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Dynamics of Amorphous Semiconductors: Intrinsic Nature and Application in Neuromorphic Hardware

Periodic Reporting for period 4 - NEURAMORPH (Dynamics of Amorphous Semiconductors: Intrinsic Nature and Application in Neuromorphic Hardware)

Reporting period: 2019-12-01 to 2021-09-30

After decades of perfecting the established way of computing, it is now evident that the fundamental logic of today’s computers will prevent them from ever reaching the efficiency of neural networks as found in nature. Neuromorphic hardware promises a leap forward by following the inherent working principles of biological neural networks. In very-large-scale integrated neuromorphic circuits incorporating an immense number of artificial neurons, the even much larger number of synapses poses the challenge of imitating especially the synaptic functionality in a most compact way. Over the last years, various memristive devices, i.e. devices with tunable resistance, have been proposed to represent the weight of a synapse, determining how well electrical spikes are transmitted from one neuron to another.

The NEURAMORPH project aims to develop a simple and compact circuit element to modify the strength of synaptic connections between artificial neurons. The dynamics of electrical excitability intrinsic to the employed amorphous semiconductors will naturally be able to mimic features known from biological neural networks. For full control over the properties of these synaptic access elements, a fundamental understanding of the relaxation processes in such amorphous materials is imperative. To this end, in this project we will perform physical experiments and computer simulations to elucidate the relationship between elemental composition, structural dynamics and changing electrical excitability.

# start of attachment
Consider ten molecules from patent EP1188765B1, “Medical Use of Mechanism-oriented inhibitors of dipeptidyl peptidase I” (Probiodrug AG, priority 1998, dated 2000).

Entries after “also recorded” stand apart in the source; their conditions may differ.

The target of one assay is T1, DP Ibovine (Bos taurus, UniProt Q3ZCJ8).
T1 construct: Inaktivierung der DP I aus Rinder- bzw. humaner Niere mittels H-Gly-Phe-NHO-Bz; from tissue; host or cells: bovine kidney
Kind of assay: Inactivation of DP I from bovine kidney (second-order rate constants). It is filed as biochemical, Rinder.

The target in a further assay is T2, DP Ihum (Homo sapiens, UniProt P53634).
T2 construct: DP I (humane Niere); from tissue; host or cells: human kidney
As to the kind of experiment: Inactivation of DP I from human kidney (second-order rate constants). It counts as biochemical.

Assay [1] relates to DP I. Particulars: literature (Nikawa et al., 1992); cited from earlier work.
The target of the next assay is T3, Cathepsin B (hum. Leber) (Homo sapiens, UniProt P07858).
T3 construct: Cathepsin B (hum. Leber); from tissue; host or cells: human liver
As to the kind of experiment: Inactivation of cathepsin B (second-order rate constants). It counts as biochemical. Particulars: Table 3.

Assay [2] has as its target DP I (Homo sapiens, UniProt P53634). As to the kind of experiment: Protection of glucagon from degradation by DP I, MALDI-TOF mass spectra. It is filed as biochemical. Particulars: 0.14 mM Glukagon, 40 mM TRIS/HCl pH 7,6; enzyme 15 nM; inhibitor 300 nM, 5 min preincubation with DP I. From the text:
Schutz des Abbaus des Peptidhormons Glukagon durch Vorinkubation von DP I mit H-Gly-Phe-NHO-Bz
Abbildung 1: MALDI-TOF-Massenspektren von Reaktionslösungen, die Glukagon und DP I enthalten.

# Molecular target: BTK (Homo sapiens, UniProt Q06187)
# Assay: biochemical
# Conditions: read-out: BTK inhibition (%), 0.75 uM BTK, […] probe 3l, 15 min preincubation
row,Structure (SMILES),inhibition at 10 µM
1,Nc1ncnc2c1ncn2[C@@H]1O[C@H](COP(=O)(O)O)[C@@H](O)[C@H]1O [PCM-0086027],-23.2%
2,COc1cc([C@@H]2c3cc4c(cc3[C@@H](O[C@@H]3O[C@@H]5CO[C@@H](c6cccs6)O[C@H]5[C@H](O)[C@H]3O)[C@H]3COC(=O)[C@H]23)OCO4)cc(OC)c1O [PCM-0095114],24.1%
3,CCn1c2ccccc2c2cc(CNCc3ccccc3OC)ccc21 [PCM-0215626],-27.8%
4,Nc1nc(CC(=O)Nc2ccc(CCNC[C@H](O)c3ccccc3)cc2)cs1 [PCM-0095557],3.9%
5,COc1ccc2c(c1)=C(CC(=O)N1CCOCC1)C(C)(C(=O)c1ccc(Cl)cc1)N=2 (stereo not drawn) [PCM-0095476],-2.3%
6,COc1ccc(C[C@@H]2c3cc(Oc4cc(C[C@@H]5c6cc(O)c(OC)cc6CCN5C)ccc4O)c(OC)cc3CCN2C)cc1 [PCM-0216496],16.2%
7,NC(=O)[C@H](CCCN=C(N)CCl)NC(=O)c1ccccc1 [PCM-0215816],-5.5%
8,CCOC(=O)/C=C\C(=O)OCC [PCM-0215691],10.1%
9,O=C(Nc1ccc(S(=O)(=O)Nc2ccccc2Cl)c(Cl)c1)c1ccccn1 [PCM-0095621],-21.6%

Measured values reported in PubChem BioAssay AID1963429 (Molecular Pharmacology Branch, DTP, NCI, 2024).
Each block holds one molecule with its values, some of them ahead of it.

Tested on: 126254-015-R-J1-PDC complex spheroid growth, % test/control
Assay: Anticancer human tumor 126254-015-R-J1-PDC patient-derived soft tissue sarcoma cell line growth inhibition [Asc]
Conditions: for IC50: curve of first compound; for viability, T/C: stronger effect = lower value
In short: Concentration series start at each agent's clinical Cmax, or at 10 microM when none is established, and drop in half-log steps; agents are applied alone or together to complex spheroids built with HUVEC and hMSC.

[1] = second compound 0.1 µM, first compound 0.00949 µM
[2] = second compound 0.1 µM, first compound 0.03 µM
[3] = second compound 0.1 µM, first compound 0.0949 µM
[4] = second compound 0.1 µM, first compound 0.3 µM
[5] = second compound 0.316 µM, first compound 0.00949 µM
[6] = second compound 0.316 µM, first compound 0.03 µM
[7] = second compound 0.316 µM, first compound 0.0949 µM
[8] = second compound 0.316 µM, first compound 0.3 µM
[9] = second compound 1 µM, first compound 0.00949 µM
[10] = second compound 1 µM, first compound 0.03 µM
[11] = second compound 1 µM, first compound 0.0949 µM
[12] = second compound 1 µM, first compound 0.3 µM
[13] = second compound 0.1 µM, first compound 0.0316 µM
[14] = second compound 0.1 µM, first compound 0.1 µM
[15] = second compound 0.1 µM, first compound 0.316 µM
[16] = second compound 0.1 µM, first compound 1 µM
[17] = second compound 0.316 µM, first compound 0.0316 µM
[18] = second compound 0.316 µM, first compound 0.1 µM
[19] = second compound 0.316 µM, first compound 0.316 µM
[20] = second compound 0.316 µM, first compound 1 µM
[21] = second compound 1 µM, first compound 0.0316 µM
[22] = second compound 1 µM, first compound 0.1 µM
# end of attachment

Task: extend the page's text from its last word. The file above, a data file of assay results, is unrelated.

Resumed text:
We laid the foundations for a new experimental method that will be employed in the course of this project for characterizing the switching and relaxation dynamics in threshold-switching materials. Already, we were able to derive relevant insights about the impact of defect occupation on conduction in the threshold-switching material Ge2Sb2Te5, the prototypical phase change material. Also, we worked on a model of collective structural relaxation in amorphous phase-change materials. Moreover, we broke out of the common ranges of known threshold-switching materials by demonstrating the essential properties of a threshold-switching device for pure Sb.
A deeper understanding of the switching and relaxation processes in amorphous materials showing threshold switching, which is required for the realization of novel neuromorphic circuit elements based on such materials.